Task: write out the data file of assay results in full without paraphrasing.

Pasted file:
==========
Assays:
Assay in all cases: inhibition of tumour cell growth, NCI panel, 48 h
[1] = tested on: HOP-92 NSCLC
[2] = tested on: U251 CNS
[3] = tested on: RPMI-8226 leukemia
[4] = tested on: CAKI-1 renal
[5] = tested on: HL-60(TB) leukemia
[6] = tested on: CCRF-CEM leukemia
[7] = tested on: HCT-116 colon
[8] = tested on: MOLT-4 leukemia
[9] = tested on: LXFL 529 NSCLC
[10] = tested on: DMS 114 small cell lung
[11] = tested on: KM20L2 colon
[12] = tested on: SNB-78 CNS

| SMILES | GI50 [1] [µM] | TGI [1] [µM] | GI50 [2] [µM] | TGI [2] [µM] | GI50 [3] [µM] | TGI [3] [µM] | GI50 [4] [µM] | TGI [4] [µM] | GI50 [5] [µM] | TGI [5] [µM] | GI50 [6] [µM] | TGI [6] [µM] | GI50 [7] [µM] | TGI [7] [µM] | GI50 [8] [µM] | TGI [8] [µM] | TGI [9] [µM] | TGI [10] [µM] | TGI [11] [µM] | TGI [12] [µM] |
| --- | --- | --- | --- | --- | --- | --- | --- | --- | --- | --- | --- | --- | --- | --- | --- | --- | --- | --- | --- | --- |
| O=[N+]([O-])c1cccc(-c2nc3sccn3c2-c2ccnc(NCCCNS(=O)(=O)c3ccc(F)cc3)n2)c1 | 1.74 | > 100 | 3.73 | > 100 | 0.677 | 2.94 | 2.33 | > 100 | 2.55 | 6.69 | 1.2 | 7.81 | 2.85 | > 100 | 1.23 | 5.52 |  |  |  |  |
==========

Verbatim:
Assays:
Assay in all cases: inhibition of tumour cell growth, NCI panel, 48 h
[1] = tested on: HOP-92 NSCLC
[2] = tested on: U251 CNS
[3] = tested on: RPMI-8226 leukemia
[4] = tested on: CAKI-1 renal
[5] = tested on: HL-60(TB) leukemia
[6] = tested on: CCRF-CEM leukemia
[7] = tested on: HCT-116 colon
[8] = tested on: MOLT-4 leukemia
[9] = tested on: LXFL 529 NSCLC
[10] = tested on: DMS 114 small cell lung
[11] = tested on: KM20L2 colon
[12] = tested on: SNB-78 CNS

| SMILES | GI50 [1] [µM] | TGI [1] [µM] | GI50 [2] [µM] | TGI [2] [µM] | GI50 [3] [µM] | TGI [3] [µM] | GI50 [4] [µM] | TGI [4] [µM] | GI50 [5] [µM] | TGI [5] [µM] | GI50 [6] [µM] | TGI [6] [µM] | GI50 [7] [µM] | TGI [7] [µM] | GI50 [8] [µM] | TGI [8] [µM] | TGI [9] [µM] | TGI [10] [µM] | TGI [11] [µM] | TGI [12] [µM] |
| --- | --- | --- | --- | --- | --- | --- | --- | --- | --- | --- | --- | --- | --- | --- | --- | --- | --- | --- | --- | --- |
| O=[N+]([O-])c1cccc(-c2nc3sccn3c2-c2ccnc(NCCCNS(=O)(=O)c3ccc(F)cc3)n2)c1 | 1.74 | > 100 | 3.73 | > 100 | 0.677 | 2.94 | 2.33 | > 100 | 2.55 | 6.69 | 1.2 | 7.81 | 2.85 | > 100 | 1.23 | 5.52 |  |  |  |  |